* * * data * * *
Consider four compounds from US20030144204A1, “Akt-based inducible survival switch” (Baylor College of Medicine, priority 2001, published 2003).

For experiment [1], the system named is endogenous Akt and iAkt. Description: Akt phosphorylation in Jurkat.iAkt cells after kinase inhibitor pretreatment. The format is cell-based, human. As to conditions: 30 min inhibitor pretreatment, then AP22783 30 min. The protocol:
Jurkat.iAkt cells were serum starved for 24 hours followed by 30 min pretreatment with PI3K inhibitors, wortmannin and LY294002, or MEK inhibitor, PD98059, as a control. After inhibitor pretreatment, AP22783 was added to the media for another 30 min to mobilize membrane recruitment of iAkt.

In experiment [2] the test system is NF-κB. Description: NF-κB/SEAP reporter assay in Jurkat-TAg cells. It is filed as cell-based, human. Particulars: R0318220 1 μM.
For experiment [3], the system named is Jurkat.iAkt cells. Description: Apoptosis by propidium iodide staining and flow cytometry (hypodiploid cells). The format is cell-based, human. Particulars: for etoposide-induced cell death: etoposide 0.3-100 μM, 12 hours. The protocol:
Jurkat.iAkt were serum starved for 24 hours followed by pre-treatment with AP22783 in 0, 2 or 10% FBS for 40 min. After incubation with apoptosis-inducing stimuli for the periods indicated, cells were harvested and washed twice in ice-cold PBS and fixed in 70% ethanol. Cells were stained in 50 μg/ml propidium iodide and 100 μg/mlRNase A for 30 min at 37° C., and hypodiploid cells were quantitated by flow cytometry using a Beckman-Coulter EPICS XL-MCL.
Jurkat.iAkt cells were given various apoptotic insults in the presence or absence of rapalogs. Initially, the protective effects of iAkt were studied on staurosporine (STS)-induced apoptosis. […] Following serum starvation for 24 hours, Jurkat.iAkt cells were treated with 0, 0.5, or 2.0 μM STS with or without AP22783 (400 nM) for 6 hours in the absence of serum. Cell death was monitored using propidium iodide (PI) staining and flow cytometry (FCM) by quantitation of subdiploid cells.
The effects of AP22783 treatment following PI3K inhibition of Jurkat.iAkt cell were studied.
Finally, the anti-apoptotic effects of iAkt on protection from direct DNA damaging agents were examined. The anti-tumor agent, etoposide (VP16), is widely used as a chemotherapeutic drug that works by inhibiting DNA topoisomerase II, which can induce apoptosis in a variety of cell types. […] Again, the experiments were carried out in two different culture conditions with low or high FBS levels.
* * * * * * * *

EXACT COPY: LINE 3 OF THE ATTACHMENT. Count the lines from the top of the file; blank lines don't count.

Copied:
Jurkat.iAkt cells were serum starved for 24 hours followed by 30 min pretreatment with PI3K inhibitors, wortmannin and LY294002, or MEK inhibitor, PD98059, as a control. After inhibitor pretreatment, AP22783 was added to the media for another 30 min to mobilize membrane recruitment of iAkt.